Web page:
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British War Bride 55 Years Later

NORTH SALEM, N.Y. - Joan Van Scoy will be 88 at Christmastime, but she still turns out on election days to drive voters to the polls and is active in the Historical Society, the North Salem Seniors, the Hudson Valley Teachers Credit Union and the Lions Club. She still bakes scones and shortbread for BOCES, for school children and for the crowd at St. James Episcopal. And until recently, she mowed her own lawn.

When you hear about her history, none of this comes as a surprise. When she was 16, a German land mine was dropped from the sky and exploded in the field beside her home outside of London. The house collapsed, burying Joan and her brother, Leslie, under a heavy oak door and a mountain of debris. It took 2½ hours to dig her out but, she said, “It felt like forever.” The family lost everything, except three eggs, a freshly baked cake and a mono recording of “There’ll Always Be an England.”

A couple of years later, young Joan was employed by the Allied Command, working for “a very nice man,” namely Dwight D. Eisenhower. “A lot of stuff was secret and it is until this day. But we always knew when they were going on a secret mission because they needed to exchange currency.” 

Meanwhile Joan’s father, William Napier, had literally bumped into a couple of young American G.I.s on a foggy London street and, with proper British hospitality, invited them to dinner. Pretty British girl Joan Napier meets charming American boy, Ben Van Scoy. A springtime wedding is planned, nearly aborted by sudden troop movements for D-Day, but carried out with the help of a friendly British Brigadier General.

Honeymoon? They were booked into a London hotel, but when they arrived, two hours late, the room had been taken. So they spent their wedding night in an air raid shelter.

With hundreds of other war brides, Joan Napier Van Scoy crossed the Atlantic in 1946 aboard the Italian liner, Vulcania, and eventually settled down in North Salem with her new husband, descended from one of the town’s oldest families.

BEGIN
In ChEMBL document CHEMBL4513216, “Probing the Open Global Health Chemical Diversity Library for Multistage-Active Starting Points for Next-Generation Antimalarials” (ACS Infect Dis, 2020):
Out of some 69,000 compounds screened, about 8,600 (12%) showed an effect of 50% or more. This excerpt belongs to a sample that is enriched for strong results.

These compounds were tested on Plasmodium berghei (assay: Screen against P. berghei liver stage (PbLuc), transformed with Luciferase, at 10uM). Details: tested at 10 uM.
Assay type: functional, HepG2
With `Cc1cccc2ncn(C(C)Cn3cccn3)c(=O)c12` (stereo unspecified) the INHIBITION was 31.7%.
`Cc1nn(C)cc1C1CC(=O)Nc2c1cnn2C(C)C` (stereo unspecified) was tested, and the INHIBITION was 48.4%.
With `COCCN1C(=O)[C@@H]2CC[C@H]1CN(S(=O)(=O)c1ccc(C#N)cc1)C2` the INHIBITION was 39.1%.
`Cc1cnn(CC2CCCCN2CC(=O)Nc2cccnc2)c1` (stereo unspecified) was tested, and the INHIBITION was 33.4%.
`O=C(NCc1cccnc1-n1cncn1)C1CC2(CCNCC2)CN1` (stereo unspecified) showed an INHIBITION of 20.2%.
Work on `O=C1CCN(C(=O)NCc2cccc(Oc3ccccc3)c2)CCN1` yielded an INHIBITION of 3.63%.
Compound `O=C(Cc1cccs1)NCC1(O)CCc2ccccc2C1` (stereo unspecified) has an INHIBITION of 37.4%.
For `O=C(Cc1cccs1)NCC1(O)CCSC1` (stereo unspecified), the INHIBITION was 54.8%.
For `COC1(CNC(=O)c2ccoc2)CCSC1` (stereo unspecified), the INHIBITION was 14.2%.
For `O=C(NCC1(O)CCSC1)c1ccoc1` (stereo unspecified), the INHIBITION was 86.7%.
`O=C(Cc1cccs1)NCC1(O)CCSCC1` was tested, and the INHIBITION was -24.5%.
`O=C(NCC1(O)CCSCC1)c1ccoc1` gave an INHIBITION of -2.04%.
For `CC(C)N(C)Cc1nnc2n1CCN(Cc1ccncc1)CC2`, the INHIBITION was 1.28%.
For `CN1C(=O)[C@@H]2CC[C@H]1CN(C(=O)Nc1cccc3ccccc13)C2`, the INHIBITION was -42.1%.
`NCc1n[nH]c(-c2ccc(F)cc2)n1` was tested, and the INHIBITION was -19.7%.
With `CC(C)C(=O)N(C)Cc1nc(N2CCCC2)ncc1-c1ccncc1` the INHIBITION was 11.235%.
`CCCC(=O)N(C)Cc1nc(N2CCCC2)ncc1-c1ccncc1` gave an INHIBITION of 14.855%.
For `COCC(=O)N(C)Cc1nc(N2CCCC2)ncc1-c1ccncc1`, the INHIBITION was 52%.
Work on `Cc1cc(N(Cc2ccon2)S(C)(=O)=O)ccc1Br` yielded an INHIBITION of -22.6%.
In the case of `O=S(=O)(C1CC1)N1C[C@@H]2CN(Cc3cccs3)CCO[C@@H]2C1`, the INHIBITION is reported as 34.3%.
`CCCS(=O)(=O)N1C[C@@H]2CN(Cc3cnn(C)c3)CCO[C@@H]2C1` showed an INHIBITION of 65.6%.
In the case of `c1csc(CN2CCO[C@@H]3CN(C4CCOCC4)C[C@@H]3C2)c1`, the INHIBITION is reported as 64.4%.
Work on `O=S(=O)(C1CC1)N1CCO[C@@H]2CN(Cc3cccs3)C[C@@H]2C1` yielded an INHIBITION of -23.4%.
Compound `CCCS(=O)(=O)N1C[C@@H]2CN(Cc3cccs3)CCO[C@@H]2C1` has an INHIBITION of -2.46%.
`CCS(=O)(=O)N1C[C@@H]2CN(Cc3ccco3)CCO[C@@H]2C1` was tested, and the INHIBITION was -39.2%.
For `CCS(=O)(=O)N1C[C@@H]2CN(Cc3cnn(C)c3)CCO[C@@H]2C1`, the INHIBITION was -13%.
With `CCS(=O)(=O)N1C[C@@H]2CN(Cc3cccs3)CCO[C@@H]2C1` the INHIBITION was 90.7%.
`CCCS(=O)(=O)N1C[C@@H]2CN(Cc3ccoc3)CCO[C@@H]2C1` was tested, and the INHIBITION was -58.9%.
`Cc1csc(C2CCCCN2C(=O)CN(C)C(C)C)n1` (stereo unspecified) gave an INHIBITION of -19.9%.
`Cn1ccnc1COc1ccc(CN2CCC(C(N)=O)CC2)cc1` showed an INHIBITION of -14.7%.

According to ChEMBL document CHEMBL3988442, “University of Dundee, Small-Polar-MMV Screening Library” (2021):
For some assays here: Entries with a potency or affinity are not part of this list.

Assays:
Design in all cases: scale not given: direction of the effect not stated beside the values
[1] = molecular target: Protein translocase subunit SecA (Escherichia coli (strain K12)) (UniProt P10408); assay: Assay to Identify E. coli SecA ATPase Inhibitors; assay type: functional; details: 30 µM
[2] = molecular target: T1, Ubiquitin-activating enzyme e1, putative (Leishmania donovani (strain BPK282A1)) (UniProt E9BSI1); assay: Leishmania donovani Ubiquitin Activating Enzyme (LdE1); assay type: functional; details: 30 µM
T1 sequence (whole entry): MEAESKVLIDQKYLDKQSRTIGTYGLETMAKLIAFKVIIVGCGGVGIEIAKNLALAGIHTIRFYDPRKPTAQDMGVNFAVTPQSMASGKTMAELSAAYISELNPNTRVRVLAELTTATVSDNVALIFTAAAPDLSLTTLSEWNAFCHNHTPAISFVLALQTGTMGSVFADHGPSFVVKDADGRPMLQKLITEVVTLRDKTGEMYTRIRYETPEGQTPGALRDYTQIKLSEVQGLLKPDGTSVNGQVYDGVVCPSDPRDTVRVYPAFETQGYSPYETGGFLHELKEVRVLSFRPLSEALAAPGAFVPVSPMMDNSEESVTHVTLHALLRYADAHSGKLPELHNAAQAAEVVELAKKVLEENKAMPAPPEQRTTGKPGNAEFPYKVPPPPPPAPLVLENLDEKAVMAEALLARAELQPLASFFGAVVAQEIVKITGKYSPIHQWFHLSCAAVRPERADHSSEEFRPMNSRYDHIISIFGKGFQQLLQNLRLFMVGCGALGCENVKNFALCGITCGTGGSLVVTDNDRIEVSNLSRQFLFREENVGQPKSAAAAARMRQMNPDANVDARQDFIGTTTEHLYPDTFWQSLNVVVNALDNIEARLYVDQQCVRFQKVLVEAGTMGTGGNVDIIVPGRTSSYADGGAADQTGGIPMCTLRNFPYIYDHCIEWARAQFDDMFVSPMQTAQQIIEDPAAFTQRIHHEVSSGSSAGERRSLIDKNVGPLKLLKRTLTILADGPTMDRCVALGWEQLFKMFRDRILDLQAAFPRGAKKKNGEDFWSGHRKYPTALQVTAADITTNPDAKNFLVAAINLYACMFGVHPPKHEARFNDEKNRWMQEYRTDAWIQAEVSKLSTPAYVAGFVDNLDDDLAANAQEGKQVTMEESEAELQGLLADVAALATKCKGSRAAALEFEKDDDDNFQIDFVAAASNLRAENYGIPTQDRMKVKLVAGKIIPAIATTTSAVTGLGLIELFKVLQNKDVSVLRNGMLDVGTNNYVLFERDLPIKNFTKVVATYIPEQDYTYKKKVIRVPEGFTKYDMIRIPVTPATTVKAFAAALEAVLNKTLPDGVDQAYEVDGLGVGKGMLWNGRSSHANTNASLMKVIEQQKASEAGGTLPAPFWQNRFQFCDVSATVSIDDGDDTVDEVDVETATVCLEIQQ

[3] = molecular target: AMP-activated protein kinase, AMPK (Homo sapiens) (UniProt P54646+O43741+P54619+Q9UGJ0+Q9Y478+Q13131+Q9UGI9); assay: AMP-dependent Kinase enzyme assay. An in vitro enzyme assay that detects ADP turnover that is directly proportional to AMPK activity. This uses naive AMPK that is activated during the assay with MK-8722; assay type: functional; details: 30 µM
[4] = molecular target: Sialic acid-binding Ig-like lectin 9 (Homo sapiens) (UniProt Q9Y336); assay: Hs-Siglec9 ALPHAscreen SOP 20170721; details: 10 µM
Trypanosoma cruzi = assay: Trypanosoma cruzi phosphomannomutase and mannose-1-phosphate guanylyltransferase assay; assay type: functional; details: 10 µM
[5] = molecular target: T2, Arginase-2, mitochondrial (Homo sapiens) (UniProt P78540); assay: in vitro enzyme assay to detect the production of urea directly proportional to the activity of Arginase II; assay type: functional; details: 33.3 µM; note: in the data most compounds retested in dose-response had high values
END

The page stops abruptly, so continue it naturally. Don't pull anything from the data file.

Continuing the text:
Within 15 years, Mrs. Van Scoy was widowed. She had two sons, Peter and Randall, attending North Salem schools. So she got herself a job with the North Salem School District, became a U. S. Citizen, and involved herself in various civic activities.

“You meet nice people when you volunteer,” she explained. “It kept me busy and occupied. It made my life better.”

Of the few things she brought with her from England were a few family recipes. Her Scottish shortbread is famous around town, and in sections of Virginia, where her oldest son now lives. Care to give it a try?

Aunt Atholl MacCallum’s Shortbread

Preheat the oven to 350 degrees.

2 cups unbleached flour

½ cup sugar

½ lb. Butter

Put the flour and sugar in a bowl and mix them together to get air in. Save pieces of the butter into the bow and mix it with the flour and sugar.

Divide the dough between two pie pans and pack it down with your hands. It will all come together. Flute the edges with your fingers.

Place the pie pans in the oven and lower the temperature to 325. (Use a lower temperature if your pie plates are Pyrex.)

Check the shortbread after a half hour. When it smells wonderful and is firm in the middle, it is ready. Cut immediately.

“When I make it for Norm Hathaway, he likes it dark and crunchy, so I let his cook longer. Millicent Martin likes her regular, like the rest of us.”

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